Poorly controlled HAE carries heavy burden, affecting life quality

Some 36% of 59 adult respondents in Dutch study report struggling with disease

Andrea Lobo avatar

by Andrea Lobo |

Share this article:

Share article via email
An illustration showing a magnifying glass hovering over one checked box among a number of such boxes.

A substantial proportion of adults with hereditary angioedema (HAE) in the Netherlands have poorly controlled disease, significantly affecting their quality of life, a survey study reported.

Findings also linked well-controlled HAE to lower medical costs and greater productivity, relative to patients without adequate disease control.

“Additional [preventive treatment] strategies seem to be needed to improve disease control in a large subset of HAE patients,” its researchers wrote.

The study, “The disease burden and societal costs of hereditary angioedema,” was published in The Journal of Allergy and Clinical Immunology: In Practice.

Recommended Reading
A woman takes medication given her by a doctor in his office.

Diagnosing and treating HAE most challenging across rural US

Angioedema Activity questionnaire scores used to determine disease control

Hereditary angioedema’s main cause is a deficiency or dysfunction in the C1-inhibitor (C1-INH) protein due to mutations in the SERPING1 gene. It is characterized by recurrent swelling attacks that affect the deeper layers of the skin. Attacks also can occur in the membranes lining the respiratory and gastrointestinal systems, leading to breathing difficulties, vomiting, and abdominal pain.

Under current guidelines, disease treatment aims “to achieve total control of the disease and to normalize patients’ lives” by preventing HAE attacks and treating acute events.

To explore the social and economic burden of HAE, particularly its related medical costs and effects on productivity, researchers in the Netherlands surveyed a group of adults with HAE and C1-INH deficiency being treated at an Amsterdam center. All were contacted by phone and asked to participate in the survey study, which was conducted between July and November 2021.

Participants kept a paper diary for four weeks, after which they responded to an online questionnaire addressing disease control, treatment satisfaction, quality of life, and socioeconomic costs.

Of the 88 patients invited to participate, 69 (78%) completed the study.

Participants had a mean age of 45.8 and more than half (60.9%) were female. Disease symptoms began at  a median age of 13 and patients were diagnosed with HAE at a median age of 18.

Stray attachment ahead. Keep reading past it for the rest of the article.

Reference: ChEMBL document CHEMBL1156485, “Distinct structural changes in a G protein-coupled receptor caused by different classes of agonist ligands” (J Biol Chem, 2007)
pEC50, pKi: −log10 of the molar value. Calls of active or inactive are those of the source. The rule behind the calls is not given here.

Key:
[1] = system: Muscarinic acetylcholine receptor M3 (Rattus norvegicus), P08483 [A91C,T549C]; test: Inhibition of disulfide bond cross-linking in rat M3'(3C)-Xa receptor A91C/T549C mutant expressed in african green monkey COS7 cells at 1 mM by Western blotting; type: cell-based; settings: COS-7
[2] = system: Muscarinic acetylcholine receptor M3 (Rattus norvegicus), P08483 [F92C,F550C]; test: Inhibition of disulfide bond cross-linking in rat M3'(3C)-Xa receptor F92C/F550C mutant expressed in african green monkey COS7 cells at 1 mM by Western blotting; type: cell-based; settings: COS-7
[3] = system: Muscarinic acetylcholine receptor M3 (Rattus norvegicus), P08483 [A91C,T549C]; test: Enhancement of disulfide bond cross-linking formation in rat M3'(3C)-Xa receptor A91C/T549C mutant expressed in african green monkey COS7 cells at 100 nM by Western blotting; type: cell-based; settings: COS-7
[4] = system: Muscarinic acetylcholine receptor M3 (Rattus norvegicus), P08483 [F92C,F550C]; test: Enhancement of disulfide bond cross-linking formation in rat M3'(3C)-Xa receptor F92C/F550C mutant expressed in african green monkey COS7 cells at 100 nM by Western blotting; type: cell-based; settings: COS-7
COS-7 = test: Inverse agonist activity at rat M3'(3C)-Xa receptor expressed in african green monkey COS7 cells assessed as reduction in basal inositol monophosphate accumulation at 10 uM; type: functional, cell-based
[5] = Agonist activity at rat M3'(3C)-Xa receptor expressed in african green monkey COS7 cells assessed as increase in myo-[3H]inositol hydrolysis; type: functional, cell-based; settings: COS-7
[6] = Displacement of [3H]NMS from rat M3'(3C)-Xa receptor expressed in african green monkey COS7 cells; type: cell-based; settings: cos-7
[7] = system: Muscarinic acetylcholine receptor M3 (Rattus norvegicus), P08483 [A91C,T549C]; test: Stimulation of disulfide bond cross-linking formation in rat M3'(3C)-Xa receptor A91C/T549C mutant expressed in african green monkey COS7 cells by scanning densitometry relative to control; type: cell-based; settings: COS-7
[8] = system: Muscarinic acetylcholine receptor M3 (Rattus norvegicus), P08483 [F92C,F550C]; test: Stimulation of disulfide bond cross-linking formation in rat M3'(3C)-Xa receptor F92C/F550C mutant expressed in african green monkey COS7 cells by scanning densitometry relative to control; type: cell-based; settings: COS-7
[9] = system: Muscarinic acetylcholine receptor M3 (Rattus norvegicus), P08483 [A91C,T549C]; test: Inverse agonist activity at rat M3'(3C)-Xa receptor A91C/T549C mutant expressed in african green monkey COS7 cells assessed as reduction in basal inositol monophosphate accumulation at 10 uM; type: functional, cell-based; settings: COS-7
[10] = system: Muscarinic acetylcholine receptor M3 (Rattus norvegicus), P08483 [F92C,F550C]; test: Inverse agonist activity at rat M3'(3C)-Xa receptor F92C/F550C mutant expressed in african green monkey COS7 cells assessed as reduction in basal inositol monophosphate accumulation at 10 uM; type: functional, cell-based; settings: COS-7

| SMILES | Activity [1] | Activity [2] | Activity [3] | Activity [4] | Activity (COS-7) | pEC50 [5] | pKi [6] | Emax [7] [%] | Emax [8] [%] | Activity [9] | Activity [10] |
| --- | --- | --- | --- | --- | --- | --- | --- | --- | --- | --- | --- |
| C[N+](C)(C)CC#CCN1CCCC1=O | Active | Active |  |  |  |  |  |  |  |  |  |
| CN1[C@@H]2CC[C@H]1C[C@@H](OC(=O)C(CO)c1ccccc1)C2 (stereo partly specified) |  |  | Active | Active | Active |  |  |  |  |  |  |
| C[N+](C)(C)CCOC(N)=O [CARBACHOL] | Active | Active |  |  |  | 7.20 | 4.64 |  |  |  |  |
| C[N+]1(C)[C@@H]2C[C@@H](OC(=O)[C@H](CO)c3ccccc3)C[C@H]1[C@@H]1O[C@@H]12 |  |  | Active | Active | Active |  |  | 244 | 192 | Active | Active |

Most (94%) reported having experienced angioedema attacks, primarily affecting the abdomen (28 patients; 40.6%) and the extremities (18 patients; 26.1%). No HAE attacks were reported by four patients with a laboratory-confirmed diagnosis.

A majority (36 patients; 52.2%) were salaried employees and another eight (11.6%) were working at home; 18 patients (25.9%) were retired or unemployed.

At the time of data collection, most patients (59%) were using disease treatments to prevent attacks, while 28% were taking on-demand medications for acute attacks. A smaller proportion (13%) were not receiving any treatment.

Among 59 patients who completed the Angioedema Activity Score 28 (AAS28, measuring disease activity over 28 consecutive days), almost two-thirds reported well-controlled disease, with a mean AAS28 score of 3.08.

However, 22 others (36%) reported poorly controlled HAE, with a mean AAS28 score of 39.36, and a poor quality of life. Overall, patients struggled mostly with problems due to fatigue and mood.

These observations indicate that “current [preventive] strategies provide insufficient improvements on disease control in a considerable subset of HAE patients. For this reason, additional [preventive] strategies appear to be needed to improve disease control,” the researchers wrote.

HAE treatment costs a considerable part of economic disease burden

Treatment satisfaction was similar among patients experiencing an HAE attack during the study and those who were attack free.

On days without an HAE attack, patients’ reported quality of life was similar to that of the general Dutch population, with an average score on a life-quality questionnaire (EQ-5D-5L) of 0.873 among patients and 0.869 for the general public. However, their quality of life substantially decreased with an HAE attack, with an average EQ-5D-5L score of 0.420.

“Although HAE attacks do not typically last for a long period of time, the drastic drop in [health-related quality of life] during an attack further indicates the heavy burden of HAE attacks,” the researchers wrote.

On average, total costs per patient were €22,764 (about $24,730) each year, predominantly due to medical costs (74% of total costs) largely associated with HAE treatments.

Total productivity costs per patient were estimated to be at €468 per patient each month, considering absenteeism, an inability to be full participant while working, and unpaid work.

Patients with well-controlled HAE had lower total, medical, informal care, and productivity costs compared with those with poorly controlled disease.

“This study describes the entire burden of HAE among Dutch patients comprising disease control, quality of life, treatment satisfaction and societal costs,” the researchers wrote, adding that its findings “can inform cost-effectiveness analyses which can aid reimbursement decisions for HAE treatments.”